The Washington Times - September 10, 2008, 03:17PM

A good friend of mine from New York, Ivette, called me the other day and she was pretty upset. She lives in Harlem and what upset her was the article that appeared in the Sunday New York Times entitled, “In an Evolving Harlem, Newcomers Try to Fit In”  by Timothy Williams. This article discussed the tension between the new mostly white residents of Harlem and the longtime mostly African American residents. According to the author, the new folks want to change the flavor and landscape of what old timers call “The Village of Harlem.”

So I will ask my usual question. Why am I writing about this? This question is even more valid this week because I am writing about something that appeared in an out of town newspaper involving another city, region, state, etc. Well it does apply to the mission of this Blog, which is to focus on our interconnectedness and building community.

This article about the new residents of Harlem reminded me of some of my experiences in my DC neighborhood of close to thirty years, which is called Brookland and is located in Northeast Washington. Brookland is racially and economically diverse and can boast of such prominent residents as Ralph Bunche, Sterling Brown, Edward Brooke, Ellis O. Knox, Rayford W. Logan, Pearl Bailey, John P. Davis, Jean Kerr, and Robert C. Weaver. Like Harlem it has experienced an influx of new residents for many reasons such as great affordable housing, proximity to public transportation, and stability.

Also, like the new folks in Harlem, some of the new arrivals in my neighborhood have brought their values, judgments, and fears with them.  Many of their fears, values and judgments collide with the long timers.  These fears range from differences involving development, commercial establishments, historic landmarks, streetscapes, city services, and cultural issues. For example like Harlem, our new residents complain about the type of businesses we have and too many churches.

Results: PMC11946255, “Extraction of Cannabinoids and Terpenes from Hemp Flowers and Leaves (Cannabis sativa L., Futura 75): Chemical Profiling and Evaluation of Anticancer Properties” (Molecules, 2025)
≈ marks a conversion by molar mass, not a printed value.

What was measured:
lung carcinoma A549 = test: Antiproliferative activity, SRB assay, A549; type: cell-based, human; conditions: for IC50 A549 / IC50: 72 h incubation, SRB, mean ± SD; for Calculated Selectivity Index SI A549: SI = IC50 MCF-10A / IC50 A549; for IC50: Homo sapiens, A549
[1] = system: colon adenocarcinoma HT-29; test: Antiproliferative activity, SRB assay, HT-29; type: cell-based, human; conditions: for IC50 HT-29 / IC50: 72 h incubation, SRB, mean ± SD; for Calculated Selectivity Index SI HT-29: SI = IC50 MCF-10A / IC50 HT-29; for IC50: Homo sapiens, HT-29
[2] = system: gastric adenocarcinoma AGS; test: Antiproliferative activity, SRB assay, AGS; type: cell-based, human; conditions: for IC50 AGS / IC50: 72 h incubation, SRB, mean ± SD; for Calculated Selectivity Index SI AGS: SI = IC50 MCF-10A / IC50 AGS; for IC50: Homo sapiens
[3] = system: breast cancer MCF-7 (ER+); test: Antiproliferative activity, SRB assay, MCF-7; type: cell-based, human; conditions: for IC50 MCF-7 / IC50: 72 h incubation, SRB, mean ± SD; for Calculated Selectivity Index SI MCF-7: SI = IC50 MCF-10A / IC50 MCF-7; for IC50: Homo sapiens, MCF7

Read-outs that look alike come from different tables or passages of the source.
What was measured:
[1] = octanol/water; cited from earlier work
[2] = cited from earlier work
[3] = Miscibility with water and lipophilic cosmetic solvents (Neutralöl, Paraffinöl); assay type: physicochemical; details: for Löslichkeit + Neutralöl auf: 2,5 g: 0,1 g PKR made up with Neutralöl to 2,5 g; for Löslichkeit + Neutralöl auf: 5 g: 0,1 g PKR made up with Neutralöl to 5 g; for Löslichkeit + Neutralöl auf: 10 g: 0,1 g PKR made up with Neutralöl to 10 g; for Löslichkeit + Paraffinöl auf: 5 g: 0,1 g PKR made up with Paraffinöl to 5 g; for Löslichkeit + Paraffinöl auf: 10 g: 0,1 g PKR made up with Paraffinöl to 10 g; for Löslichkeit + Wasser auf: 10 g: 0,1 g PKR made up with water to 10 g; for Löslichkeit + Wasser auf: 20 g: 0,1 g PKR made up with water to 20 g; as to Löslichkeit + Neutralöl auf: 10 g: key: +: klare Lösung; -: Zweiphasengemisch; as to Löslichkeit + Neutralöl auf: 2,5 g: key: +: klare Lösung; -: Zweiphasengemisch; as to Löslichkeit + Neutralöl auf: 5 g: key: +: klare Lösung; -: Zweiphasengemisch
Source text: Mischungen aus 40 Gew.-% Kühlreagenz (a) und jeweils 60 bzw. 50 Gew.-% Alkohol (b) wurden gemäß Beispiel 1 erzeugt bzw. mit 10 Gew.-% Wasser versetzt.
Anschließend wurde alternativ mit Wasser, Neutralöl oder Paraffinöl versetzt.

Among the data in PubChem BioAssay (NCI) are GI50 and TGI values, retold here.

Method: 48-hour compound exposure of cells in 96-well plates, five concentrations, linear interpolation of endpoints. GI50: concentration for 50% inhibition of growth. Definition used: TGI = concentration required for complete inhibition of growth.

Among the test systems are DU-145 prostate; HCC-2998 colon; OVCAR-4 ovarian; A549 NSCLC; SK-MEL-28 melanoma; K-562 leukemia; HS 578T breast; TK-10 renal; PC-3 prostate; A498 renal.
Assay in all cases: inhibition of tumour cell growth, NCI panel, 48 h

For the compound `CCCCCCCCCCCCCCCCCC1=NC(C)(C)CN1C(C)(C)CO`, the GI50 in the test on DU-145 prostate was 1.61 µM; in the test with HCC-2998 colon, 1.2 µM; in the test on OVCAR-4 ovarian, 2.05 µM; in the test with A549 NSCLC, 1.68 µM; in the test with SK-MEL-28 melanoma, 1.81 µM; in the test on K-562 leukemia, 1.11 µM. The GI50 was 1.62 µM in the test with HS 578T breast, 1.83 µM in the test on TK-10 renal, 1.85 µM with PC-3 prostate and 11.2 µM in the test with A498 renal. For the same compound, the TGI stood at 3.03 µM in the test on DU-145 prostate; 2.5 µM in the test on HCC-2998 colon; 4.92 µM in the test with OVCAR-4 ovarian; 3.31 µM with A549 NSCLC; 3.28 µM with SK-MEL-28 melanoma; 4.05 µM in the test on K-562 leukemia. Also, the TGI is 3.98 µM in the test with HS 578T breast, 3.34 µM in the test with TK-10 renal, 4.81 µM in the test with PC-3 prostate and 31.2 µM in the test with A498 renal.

Well I say to the new folks in Brookland and Harlem, those things predate your arrival and were part of the life of our communities. By all means seek and entice the services and things you need to the neighborhood, but don’t diminish the things that we value or have faithfully served or been a part of our community for years. For example, storefront churches may not hold the best or highest value for a neighborhood’s commercial district. However, in the years where urban commercial districts lay in decay, they brought life and activity to vacant building and revenues to the local businesses that rode out the difficult years.

Now as far as the old time residents in our neighborhoods are concerned, you must embrace change. Not all change is bad. Change in many cases as it relates to rebuilding our cities means displacement of course and that is certainly the case in many neighborhoods in DC and New York. Your fears are well founded in this case. Anger is even appropriate. But, don’t let your anger or fear obscure your vision of some of the positives that the new comers bring. I am sure that most of them are looking for an affordable, safe and good place to live and they appreciate the uniqueness and flavor of their new community.

But, I have learned that a vocal and visible minority of newcomers can exacerbate the tensions that come with change and transition in many of our communities including mine. Those that have a true sense of community building should not to let this disruptive minority prevent positive and balanced change. Yes, we need to separate the community builders from the destroyers and work together. I even have a motto for us, ” Savor the flavor and embrace the change.” Remember, in our communities we can find much more in common than what divide us.

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